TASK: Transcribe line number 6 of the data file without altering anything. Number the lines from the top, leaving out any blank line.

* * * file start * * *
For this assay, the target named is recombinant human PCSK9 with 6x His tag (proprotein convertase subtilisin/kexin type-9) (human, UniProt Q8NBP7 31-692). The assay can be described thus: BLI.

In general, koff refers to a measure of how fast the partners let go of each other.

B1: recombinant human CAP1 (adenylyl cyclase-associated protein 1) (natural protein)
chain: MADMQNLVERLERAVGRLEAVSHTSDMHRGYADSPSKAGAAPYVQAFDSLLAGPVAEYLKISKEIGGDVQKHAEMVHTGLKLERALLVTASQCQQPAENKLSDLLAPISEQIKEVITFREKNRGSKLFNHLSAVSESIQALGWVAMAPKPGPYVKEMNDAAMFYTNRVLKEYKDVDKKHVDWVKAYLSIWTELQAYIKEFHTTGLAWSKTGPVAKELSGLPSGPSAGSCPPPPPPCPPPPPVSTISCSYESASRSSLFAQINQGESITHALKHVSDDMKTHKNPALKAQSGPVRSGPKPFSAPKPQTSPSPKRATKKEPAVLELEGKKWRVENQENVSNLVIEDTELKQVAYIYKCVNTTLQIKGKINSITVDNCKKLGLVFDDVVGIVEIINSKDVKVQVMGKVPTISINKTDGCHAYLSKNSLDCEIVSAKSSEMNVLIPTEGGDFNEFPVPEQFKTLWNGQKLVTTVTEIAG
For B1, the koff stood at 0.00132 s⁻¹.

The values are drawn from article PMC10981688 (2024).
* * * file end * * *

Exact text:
The values are drawn from article PMC10981688 (2024).